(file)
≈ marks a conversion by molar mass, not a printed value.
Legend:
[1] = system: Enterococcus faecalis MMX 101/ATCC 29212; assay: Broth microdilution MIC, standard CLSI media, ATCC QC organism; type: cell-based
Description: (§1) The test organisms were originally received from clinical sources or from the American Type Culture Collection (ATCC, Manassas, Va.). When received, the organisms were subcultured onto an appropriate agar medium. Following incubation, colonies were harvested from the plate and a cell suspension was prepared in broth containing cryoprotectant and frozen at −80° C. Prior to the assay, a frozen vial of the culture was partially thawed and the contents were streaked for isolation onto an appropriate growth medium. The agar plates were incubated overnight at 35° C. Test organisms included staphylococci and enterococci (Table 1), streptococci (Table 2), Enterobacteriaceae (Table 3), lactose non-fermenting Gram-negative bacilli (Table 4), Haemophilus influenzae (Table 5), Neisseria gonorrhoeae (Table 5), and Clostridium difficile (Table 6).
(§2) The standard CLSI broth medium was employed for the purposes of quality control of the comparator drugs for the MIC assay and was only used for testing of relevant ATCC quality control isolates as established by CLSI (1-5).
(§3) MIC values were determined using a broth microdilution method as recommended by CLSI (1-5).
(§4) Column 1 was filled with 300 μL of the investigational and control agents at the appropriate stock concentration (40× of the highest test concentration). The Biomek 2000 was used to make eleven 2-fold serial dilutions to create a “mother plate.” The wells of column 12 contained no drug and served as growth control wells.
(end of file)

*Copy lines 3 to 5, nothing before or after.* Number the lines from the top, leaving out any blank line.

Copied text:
[1] = system: Enterococcus faecalis MMX 101/ATCC 29212; assay: Broth microdilution MIC, standard CLSI media, ATCC QC organism; type: cell-based
Description: (§1) The test organisms were originally received from clinical sources or from the American Type Culture Collection (ATCC, Manassas, Va.). When received, the organisms were subcultured onto an appropriate agar medium. Following incubation, colonies were harvested from the plate and a cell suspension was prepared in broth containing cryoprotectant and frozen at −80° C. Prior to the assay, a frozen vial of the culture was partially thawed and the contents were streaked for isolation onto an appropriate growth medium. The agar plates were incubated overnight at 35° C. Test organisms included staphylococci and enterococci (Table 1), streptococci (Table 2), Enterobacteriaceae (Table 3), lactose non-fermenting Gram-negative bacilli (Table 4), Haemophilus influenzae (Table 5), Neisseria gonorrhoeae (Table 5), and Clostridium difficile (Table 6).
(§2) The standard CLSI broth medium was employed for the purposes of quality control of the comparator drugs for the MIC assay and was only used for testing of relevant ATCC quality control isolates as established by CLSI (1-5).